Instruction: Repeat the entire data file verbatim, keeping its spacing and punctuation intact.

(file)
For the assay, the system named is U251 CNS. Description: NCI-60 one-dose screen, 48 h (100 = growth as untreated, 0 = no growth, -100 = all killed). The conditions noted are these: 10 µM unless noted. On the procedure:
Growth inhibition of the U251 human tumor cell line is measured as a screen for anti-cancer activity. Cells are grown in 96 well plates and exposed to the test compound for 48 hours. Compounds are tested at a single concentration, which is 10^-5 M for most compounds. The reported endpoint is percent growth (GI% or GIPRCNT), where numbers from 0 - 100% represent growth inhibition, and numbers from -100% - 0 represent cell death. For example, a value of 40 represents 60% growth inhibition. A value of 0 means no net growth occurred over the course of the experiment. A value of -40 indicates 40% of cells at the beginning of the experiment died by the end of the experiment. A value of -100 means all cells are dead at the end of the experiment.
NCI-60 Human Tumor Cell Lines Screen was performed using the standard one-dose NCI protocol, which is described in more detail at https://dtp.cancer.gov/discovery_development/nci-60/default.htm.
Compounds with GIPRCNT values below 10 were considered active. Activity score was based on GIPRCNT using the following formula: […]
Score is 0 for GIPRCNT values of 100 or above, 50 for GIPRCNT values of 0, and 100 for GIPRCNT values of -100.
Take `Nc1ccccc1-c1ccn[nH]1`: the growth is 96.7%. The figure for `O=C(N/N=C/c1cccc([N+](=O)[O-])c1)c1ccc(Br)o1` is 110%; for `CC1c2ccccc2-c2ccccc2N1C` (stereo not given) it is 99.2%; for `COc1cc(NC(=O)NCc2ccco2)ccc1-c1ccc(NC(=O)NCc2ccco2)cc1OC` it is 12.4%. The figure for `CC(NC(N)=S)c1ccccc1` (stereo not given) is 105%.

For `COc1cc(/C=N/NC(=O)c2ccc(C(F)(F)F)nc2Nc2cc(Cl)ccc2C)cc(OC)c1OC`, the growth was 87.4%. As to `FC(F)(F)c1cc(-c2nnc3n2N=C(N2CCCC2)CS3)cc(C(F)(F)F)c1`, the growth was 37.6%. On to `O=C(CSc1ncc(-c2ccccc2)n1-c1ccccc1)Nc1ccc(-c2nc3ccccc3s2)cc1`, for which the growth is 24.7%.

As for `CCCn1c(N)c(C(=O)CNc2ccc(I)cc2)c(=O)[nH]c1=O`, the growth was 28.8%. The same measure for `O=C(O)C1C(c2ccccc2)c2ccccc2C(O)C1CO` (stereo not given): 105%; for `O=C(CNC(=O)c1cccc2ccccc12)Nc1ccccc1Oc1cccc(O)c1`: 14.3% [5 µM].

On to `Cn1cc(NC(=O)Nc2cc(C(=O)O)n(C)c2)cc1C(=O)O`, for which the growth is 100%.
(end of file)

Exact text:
For the assay, the system named is U251 CNS. Description: NCI-60 one-dose screen, 48 h (100 = growth as untreated, 0 = no growth, -100 = all killed). The conditions noted are these: 10 µM unless noted. On the procedure:
Growth inhibition of the U251 human tumor cell line is measured as a screen for anti-cancer activity. Cells are grown in 96 well plates and exposed to the test compound for 48 hours. Compounds are tested at a single concentration, which is 10^-5 M for most compounds. The reported endpoint is percent growth (GI% or GIPRCNT), where numbers from 0 - 100% represent growth inhibition, and numbers from -100% - 0 represent cell death. For example, a value of 40 represents 60% growth inhibition. A value of 0 means no net growth occurred over the course of the experiment. A value of -40 indicates 40% of cells at the beginning of the experiment died by the end of the experiment. A value of -100 means all cells are dead at the end of the experiment.
NCI-60 Human Tumor Cell Lines Screen was performed using the standard one-dose NCI protocol, which is described in more detail at https://dtp.cancer.gov/discovery_development/nci-60/default.htm.
Compounds with GIPRCNT values below 10 were considered active. Activity score was based on GIPRCNT using the following formula: […]
Score is 0 for GIPRCNT values of 100 or above, 50 for GIPRCNT values of 0, and 100 for GIPRCNT values of -100.
Take `Nc1ccccc1-c1ccn[nH]1`: the growth is 96.7%. The figure for `O=C(N/N=C/c1cccc([N+](=O)[O-])c1)c1ccc(Br)o1` is 110%; for `CC1c2ccccc2-c2ccccc2N1C` (stereo not given) it is 99.2%; for `COc1cc(NC(=O)NCc2ccco2)ccc1-c1ccc(NC(=O)NCc2ccco2)cc1OC` it is 12.4%. The figure for `CC(NC(N)=S)c1ccccc1` (stereo not given) is 105%.

For `COc1cc(/C=N/NC(=O)c2ccc(C(F)(F)F)nc2Nc2cc(Cl)ccc2C)cc(OC)c1OC`, the growth was 87.4%. As to `FC(F)(F)c1cc(-c2nnc3n2N=C(N2CCCC2)CS3)cc(C(F)(F)F)c1`, the growth was 37.6%. On to `O=C(CSc1ncc(-c2ccccc2)n1-c1ccccc1)Nc1ccc(-c2nc3ccccc3s2)cc1`, for which the growth is 24.7%.

As for `CCCn1c(N)c(C(=O)CNc2ccc(I)cc2)c(=O)[nH]c1=O`, the growth was 28.8%. The same measure for `O=C(O)C1C(c2ccccc2)c2ccccc2C(O)C1CO` (stereo not given): 105%; for `O=C(CNC(=O)c1cccc2ccccc12)Nc1ccccc1Oc1cccc(O)c1`: 14.3% [5 µM].

On to `Cn1cc(NC(=O)Nc2cc(C(=O)O)n(C)c2)cc1C(=O)O`, for which the growth is 100%.